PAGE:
For years now, the trend pieces have made it clear: Eating habits are changing, with people moving away from old-school sugary cereals and canned soup, and toward a brave new world of kale chips and meatless burger patties.
What you might not know is who is paying for all these experimental food businesses — the corporate food giants that make things like old-school sugary cereals and canned soup.
General Mills, known for making Cheerios, Lucky Charms, and Yoplait yogurt, has a venture capital fund, 301 INC, tasked with investing in futuristic food businesses. It participated in this year's $6 million funding round for Rhythm Superfoods — an Austin-based maker of "non-GMO plant-based superfood snacks" like air-crisped kale chips and broccoli bites.
It's all very on-trend, and General Mills isn't the only one trying it out. In early 2016, Campbell Soup launched a $125 million venture fund, Acre Venture Partners. That June, Kellogg’s announced its own $100 million venture fund, Eighteen94 Capital. In December, meat producer Tyson Foods created a $150 million fund, Tyson New Ventures.
General Mills and Tyson have invested in the vegan-burger company Beyond Meat.
Kellogg's invested in a company called Kuli Kuli that is marketing a trendy new superfood called moringa.
Acre, the fund launched by Campbell, funded the juicer company Juicero.
"Big food companies can use startups as outsourced R&D," said Zoe Leavitt, tech industry analyst at CB Insights. "Instead of pouring resources into new in-house initiatives which may or may not be successful, big corporates can make small investments into early-stage startups that already have some traction." And with the potential to eventually acquire a company, these big corporates are "motivated to form relationships with startups earlier on, when it's cheaper to do so," she said.
Here's a fuller list of the investments Big Food has made, according to CB Insights:
For the startups, investments from Big Food can bring "deep industry expertise," as Rhythm Superfoods Vice President of Marketing Janice Greenwald puts it. The company is backed by the General Mills venture fund, and "their team supports Rhythm with everything from consumer insights to food safety initiatives to new product development," which has "helped to support and accelerate our overall growth of everything from sales to new product development."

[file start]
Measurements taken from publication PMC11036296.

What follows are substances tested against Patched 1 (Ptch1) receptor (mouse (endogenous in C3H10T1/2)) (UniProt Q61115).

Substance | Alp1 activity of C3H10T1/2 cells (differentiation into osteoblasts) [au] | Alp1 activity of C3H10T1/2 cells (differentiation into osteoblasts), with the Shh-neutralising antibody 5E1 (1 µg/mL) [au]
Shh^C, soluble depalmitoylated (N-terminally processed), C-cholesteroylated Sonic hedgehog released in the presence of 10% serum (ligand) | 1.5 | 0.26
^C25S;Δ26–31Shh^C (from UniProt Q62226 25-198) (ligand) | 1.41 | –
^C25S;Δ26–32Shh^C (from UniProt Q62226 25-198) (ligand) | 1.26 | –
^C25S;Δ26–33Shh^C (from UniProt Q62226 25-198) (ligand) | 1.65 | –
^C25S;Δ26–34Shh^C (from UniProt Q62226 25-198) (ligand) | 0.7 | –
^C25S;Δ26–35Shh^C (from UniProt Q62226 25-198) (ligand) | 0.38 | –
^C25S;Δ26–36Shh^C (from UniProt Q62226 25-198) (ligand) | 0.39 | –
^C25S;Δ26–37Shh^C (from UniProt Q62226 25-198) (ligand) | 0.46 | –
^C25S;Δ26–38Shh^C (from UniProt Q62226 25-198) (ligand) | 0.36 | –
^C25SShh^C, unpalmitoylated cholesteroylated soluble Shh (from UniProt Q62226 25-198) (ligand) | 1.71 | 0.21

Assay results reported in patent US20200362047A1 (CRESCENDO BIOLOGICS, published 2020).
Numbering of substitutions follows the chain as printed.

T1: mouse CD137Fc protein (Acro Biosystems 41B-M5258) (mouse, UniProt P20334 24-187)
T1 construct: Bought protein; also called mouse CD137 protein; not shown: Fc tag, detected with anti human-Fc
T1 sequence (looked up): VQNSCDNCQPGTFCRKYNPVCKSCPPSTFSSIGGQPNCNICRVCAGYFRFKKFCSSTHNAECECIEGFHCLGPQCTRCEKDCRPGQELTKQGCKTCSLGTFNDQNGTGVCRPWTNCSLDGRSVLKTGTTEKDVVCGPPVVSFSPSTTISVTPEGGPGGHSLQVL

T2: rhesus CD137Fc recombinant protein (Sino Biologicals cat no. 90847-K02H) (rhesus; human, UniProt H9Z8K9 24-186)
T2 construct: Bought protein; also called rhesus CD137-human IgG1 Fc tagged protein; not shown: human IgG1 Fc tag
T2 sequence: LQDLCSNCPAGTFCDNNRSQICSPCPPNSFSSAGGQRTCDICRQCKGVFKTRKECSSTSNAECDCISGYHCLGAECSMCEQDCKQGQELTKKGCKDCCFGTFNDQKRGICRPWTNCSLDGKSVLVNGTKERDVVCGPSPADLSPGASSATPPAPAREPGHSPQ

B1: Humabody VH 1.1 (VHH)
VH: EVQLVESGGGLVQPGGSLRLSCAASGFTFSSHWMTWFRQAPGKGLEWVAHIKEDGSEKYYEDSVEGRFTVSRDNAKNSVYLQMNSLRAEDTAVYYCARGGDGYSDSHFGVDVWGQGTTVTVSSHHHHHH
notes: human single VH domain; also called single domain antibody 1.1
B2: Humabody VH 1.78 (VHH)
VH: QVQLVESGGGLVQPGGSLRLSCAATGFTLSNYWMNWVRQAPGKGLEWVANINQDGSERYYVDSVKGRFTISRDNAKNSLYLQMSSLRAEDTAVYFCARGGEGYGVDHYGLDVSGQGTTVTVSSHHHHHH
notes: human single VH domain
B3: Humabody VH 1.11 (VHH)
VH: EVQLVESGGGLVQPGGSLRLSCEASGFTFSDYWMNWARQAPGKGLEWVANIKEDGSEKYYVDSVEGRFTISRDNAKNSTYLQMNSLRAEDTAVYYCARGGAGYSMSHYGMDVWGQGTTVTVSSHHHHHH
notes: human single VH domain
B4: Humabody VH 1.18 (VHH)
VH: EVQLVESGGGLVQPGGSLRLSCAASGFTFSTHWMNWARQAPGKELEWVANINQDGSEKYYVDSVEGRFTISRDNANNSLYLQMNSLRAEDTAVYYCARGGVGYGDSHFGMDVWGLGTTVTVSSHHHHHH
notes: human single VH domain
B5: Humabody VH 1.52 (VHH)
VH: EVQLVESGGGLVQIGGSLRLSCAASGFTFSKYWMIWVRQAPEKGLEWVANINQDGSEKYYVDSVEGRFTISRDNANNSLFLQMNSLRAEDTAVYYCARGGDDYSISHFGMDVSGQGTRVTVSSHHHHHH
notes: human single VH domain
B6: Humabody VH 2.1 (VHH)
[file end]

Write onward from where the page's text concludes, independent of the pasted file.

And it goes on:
General Mills originally set up 301 INC to incubate new products — for example, putting Progresso soup in K-Cups. But "it was hard to build and sustain businesses within the context of how big companies think about innovation," said John Haugen, 301 INC's vice president and general manager. "One of the key challenges is really patience and time frankly. With most brands that have developed any level of scale it's typically a five to seven year journey."
The need for a turnaround is more urgent for General Mills than a five to seven year journey would allow. In fiscal year 2016, its US retail sales fell by 5%, after falling 1% in 2015. Things have not improved: in the nine months ending in February, sales in North America fell by a steeper 8%.
Other legacy companies have their own troubles: Kellogg's sales fell 3.8% last year. Campbell's sales fell 1%. Tyson is confronting consumer perception issues over animal welfare and the environmental impact of meat production.
Companies have expanded their search for new ideas enough for the general manager of Tyson New Ventures to express interest in the small — but growing — insect protein market at a food technology conference earlier this month.
Venessa Wong is a business reporter for BuzzFeed News and is based in New York. Wong covers the food industry.
Contact Venessa Wong at email@example.com.
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